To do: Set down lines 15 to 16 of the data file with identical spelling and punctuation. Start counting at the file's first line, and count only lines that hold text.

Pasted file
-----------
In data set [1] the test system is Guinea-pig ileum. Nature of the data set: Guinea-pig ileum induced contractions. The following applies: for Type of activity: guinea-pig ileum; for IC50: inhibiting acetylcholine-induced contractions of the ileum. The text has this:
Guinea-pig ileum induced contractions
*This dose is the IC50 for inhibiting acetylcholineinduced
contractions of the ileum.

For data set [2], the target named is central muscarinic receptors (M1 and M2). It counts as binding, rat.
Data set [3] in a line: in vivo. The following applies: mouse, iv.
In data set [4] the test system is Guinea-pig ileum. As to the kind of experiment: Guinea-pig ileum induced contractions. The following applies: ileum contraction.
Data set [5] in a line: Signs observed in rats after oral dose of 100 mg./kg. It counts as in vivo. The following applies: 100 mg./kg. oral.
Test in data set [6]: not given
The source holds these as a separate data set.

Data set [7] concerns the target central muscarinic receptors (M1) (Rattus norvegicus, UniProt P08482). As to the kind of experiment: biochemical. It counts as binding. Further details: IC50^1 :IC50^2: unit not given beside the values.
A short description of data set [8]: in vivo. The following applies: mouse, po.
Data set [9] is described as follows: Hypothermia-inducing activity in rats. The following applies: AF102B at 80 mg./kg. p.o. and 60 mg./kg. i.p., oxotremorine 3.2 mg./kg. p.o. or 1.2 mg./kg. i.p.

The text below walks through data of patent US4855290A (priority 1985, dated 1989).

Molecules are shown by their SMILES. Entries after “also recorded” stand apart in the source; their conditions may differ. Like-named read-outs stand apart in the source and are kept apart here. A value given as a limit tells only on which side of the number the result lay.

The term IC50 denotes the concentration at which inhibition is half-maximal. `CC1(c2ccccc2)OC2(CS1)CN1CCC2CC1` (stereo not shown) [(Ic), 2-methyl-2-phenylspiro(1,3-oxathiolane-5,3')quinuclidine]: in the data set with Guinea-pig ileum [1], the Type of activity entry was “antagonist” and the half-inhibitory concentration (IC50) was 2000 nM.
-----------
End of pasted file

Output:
Molecules are shown by their SMILES. Entries after “also recorded” stand apart in the source; their conditions may differ. Like-named read-outs stand apart in the source and are kept apart here. A value given as a limit tells only on which side of the number the result lay.

The term IC50 denotes the concentration at which inhibition is half-maximal. `CC1(c2ccccc2)OC2(CS1)CN1CCC2CC1` (stereo not shown) [(Ic), 2-methyl-2-phenylspiro(1,3-oxathiolane-5,3')quinuclidine]: in the data set with Guinea-pig ileum [1], the Type of activity entry was “antagonist” and the half-inhibitory concentration (IC50) was 2000 nM.